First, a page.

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Unix deployments are different from Windows deployments in some ways:
Directory structure For Linux, Unix, and Mac OS X installations, the directory structure is as follows:
|/opt/sqlanywhere11/bin32 and /opt/sqlanywhere11/bin64||Executable files, License files|
|/opt/sqlanywhere11/lib32 and /opt/sqlanywhere11/lib64||Shared objects and libraries|
On AIX, the default root directory is /usr/lpp/sqlanywhere11 instead of /opt/sqlanywhere11.
On Mac OS X, the default root directory is /Applications/SQLAnywhere11/System instead of /opt/sqlanywhere11.
File suffixes In the tables in this chapter, the shared objects are listed with a suffix of .so or .so.1. The version number, 1, could be higher as updates are released. For simplicity, the version number is often not listed.
For AIX, the suffix does not contain a version number so it is simply .so.
Symbolic links Each shared object is installed as a symbolic link (symlink) to a file of the same name with the additional suffix .1 (one). For example, libdblib11.so is a symbolic link to the file libdblib11.so.1 in the same directory.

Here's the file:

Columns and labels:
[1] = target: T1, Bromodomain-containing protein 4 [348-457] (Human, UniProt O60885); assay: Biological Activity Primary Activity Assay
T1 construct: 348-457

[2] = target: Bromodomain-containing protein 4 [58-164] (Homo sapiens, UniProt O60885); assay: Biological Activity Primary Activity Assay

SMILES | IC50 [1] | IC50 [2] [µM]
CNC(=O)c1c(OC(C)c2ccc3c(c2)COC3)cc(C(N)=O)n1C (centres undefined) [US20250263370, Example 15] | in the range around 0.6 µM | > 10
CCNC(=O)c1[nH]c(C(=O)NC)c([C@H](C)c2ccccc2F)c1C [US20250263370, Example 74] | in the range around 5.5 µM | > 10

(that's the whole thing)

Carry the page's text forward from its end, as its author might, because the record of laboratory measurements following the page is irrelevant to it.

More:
The version suffix .1 could be higher as updates are released and the symbolic link must be redirected.
On Mac OS X, you should create a jnilib symbolic link for any dylib that you want to load directly from your Java client application.
Threaded and non-threaded applications Most shared objects are provided in two forms, one of which has the additional characters _r before the file suffix. For example, in addition to libdblib11.so.1, there is a file named libdblib11_r.so.1. In this case, threaded applications must be linked to the shared object whose name has the _r suffix, while non-threaded applications must be linked to the shared object whose name does not have the _r suffix. Occasionally, there is a third form of shared object with _n before the file suffix. This is a version of the shared object that is used with non-threaded applications.
Character set conversion If you want to use database server character set conversion, you need to include the following files:
Environment variables On Linux and Unix, environment variables must be set for the system to be able to locate SQL Anywhere applications and libraries. It is recommended that you use the appropriate file for your shell, either sa_config.sh or sa_config.csh (located in the directories /opt/sqlanywhere11/bin32 and /opt/sqlanywhere11/bin64) as a template for setting the required environment variables. Some of the environment variables set by these files include PATH, LD_LIBRARY_PATH, and SQLANY11.
For a description of how SQL Anywhere looks for files, see How SQL Anywhere locates files.
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